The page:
May 17 (Bloomberg) -- Slaughter & May and Latham & Watkins LLP advised Thomas Cook Group Plc, the 172-year-old tour operator that required an emergency loan 18 months ago, on plans to raise 1.6 billion pounds ($2.4 billion) to restructure its borrowings as it cuts jobs and closes stores to pare costs.
Linklaters LLP advised Credit Suisse, Gleacher Shacklock and Jefferies Hoare Govett and the other banks on the Thomas Cook share placing and rights issue.
The Slaughter & May team was led by corporate partners William Underhill, Tim Pharoah and Rebecca Cousin. The team also included tax partner Gareth Miles. The Slaughter & May financing team was led by partners Richard Levitt and Stephen Powell.
Latham’s team included team leader Christopher Hall and partners Tracy Edmonson on high yield matters and Olof Clausson on equity capital markets matters.
The Linklaters team was led by partners Tom O’Neill, James Inglis and John Lane.
Shearman & Sterling LLP was counsel to the banks on the bond element. Allen & Overy LLP provided counsel to the banks on the bank debt.
The world’s oldest holiday company has begun a 90-day consultation to cut 2,500 jobs, or 16 percent of the total, as it closes unprofitable shops and consolidates airline operations under a three-year recovery plan. The financial restructuring is fully underwritten and will reduce the proportion of debt on its balance sheet and extend the maturity of existing arrangements while paving the way for a return to dividend payments.
The restructuring will help put Thomas Cook in a position to consider resuming dividend payouts following completion of the turnaround strategy in 2015, Chief Executive Office Harriet Green said on a conference call.
Credit Suisse and Gleacher Shacklock are joint sponsors of the capital refinancing and are acting as joint financial advisers with Short Partners.
Credit Suisse is the lone global coordinator and joint corporate broker with Jefferies Hoare Govett for the rights offer. Members of the banking syndicate that are providing the new facilities will be joint book runners for the bond issue.
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Jones Day Advises DDR on Blackstone Stake Purchase
Jones Day advised DDR Corp. on its agreement to buy Blackstone Group LP’s stake in a group of U.S. shopping centers operated under a joint venture between the companies for $1.46 billion. Simpson Thacher & Bartlett LLP is representing Blackstone.
The Jones Day deal team advising DDR is led by Michael Haas and Zack Paris, Cleveland real estate partners. The Jones Day deal team also includes partners Mike Solecki, capital markets and Ron Weitz tax.
The Simpson Thacher partners included Greg Ressa and Erik Quarfordt, real estate; Wilson Neely, mergers and acquisitions; and Joyce Xu, derivatives.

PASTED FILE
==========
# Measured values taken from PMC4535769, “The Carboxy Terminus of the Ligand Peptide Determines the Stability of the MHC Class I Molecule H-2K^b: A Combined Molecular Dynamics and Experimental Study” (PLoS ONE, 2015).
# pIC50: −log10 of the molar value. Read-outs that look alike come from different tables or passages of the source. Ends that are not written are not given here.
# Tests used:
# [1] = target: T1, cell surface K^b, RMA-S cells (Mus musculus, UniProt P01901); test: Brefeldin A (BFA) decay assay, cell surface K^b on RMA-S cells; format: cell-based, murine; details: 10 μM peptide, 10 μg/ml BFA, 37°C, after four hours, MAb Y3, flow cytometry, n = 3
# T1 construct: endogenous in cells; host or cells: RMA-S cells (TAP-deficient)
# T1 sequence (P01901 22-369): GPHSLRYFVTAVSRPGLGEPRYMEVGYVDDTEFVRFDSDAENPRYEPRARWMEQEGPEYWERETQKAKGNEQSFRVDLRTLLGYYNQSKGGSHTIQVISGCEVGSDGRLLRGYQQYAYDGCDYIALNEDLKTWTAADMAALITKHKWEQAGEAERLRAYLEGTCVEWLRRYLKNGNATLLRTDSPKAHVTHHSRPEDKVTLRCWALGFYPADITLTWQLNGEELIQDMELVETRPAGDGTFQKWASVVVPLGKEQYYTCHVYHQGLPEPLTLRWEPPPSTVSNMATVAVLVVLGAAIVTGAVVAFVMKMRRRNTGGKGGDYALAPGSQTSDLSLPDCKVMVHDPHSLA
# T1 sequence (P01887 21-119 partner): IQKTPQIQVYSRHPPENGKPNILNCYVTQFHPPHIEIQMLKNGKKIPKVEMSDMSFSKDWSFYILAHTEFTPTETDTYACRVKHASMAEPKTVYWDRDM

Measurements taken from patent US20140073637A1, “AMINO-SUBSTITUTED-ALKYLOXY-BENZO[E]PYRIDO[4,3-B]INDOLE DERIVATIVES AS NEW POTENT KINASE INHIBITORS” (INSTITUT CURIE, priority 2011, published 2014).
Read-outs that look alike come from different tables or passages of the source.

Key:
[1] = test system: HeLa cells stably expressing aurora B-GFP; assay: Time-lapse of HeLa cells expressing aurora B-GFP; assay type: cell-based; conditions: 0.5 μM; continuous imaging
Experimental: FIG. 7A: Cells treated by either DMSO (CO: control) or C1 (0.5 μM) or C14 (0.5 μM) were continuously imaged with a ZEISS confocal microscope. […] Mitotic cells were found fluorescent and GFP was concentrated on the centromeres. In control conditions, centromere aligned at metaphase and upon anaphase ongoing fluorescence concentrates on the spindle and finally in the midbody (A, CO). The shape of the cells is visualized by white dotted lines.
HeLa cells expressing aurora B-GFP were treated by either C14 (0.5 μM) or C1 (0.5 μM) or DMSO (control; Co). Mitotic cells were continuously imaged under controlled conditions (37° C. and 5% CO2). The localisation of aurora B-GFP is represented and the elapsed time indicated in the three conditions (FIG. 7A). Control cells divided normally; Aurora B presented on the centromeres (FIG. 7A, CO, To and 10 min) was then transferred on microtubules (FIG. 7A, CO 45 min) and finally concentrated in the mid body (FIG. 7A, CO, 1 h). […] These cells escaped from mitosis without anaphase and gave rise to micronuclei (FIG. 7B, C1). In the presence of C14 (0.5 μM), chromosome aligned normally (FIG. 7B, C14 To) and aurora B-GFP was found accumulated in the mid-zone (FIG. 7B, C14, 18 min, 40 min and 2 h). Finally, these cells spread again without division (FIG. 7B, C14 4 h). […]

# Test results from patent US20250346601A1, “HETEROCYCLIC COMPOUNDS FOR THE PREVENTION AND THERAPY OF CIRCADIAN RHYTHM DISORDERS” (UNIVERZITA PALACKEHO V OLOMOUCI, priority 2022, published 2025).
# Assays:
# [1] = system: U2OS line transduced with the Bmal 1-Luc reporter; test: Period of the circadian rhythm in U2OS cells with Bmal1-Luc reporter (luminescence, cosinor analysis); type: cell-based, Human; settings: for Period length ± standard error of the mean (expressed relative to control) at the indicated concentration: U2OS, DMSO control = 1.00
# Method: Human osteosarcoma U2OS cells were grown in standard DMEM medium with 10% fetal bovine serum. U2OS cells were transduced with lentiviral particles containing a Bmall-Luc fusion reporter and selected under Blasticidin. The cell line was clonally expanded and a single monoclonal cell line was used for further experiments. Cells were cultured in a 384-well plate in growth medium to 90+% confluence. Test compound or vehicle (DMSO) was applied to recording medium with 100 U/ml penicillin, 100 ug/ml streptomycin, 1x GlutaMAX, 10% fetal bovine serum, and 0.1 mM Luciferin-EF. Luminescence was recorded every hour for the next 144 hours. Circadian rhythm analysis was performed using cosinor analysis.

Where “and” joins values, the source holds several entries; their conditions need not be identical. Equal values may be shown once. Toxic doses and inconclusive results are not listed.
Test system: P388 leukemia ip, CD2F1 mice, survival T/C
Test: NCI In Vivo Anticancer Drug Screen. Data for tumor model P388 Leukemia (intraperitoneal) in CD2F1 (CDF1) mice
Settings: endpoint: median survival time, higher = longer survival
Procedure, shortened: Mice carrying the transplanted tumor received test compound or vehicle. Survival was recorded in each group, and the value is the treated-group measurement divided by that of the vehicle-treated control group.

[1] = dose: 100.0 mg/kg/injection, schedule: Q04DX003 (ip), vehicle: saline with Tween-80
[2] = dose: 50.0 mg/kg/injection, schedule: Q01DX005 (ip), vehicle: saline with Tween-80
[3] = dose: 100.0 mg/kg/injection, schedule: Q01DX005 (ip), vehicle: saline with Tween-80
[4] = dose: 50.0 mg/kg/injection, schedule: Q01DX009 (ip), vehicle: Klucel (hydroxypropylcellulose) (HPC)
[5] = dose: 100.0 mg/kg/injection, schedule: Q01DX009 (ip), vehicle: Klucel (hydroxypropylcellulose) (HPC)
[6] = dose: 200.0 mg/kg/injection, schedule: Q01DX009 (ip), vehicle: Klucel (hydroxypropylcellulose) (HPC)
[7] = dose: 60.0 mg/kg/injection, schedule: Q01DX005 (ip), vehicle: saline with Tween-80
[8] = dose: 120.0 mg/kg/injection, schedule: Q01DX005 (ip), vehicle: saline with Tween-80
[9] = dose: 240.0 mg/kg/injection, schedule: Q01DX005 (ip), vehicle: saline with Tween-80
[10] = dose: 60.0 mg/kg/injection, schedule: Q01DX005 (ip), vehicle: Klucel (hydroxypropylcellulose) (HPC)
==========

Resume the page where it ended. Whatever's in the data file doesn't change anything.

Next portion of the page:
DDR will acquire Blackstone’s interest in 30 of the 44 shopping centers in the venture, the Beachwood, Ohio-based real estate investment trust said in a statement. New York-based Blackstone has a 95 percent stake in the properties.
“The acquisition will be funded responsibly, and will position us well for strong relative growth in cash flow generated by high-quality shopping centers over the long term,” David Oakes, DDR’s chief financial officer, said in the statement.
The two companies announced the partnership in January 2012 to buy 46 shopping centers from a unit of Elbit Imaging Ltd. The deal was completed in June, DDR said in a statement at the time.
DDR plans to fund the acquisition through the assumption of $398 million in existing debt, almost $150 million from the repayment of preferred equity and mezzanine loans, and from the issuance of equity and unsecured debt. DDR also has the right, subject to certain conditions, to issue common shares to Blackstone in an amount of as much as $250 million.
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Shearman’s Kiem Joins White & Case in Frankfurt
White & Case LLP hired Roger Kiem as a partner in the global mergers and acquisitions practice in the Frankfurt office. Keim and Andreas Wieland, who joins as a local partner in Frankfurt, were previously at Shearman & Sterling LLP.
“Roger is one of the most prominent Corporate/M&A lawyers in Germany which will fit well with White & Case’s strong global platform and broad German practice. His arrival is a key development for our Frankfurt office as well as our integrated German, European and global M&A practice,” Markus Hauptmann, White & Case’s regional section head for Germany, said in a statement.
Kiem’s practice covers complex domestic and cross-border mergers and acquisitions, including both public and private transactions with a specific focus on the financial services sector and other regulated environments.
White & Case has lawyers in 39 offices across 27 countries.
Jones Day Adds Patent Litigator David Burgert in Houston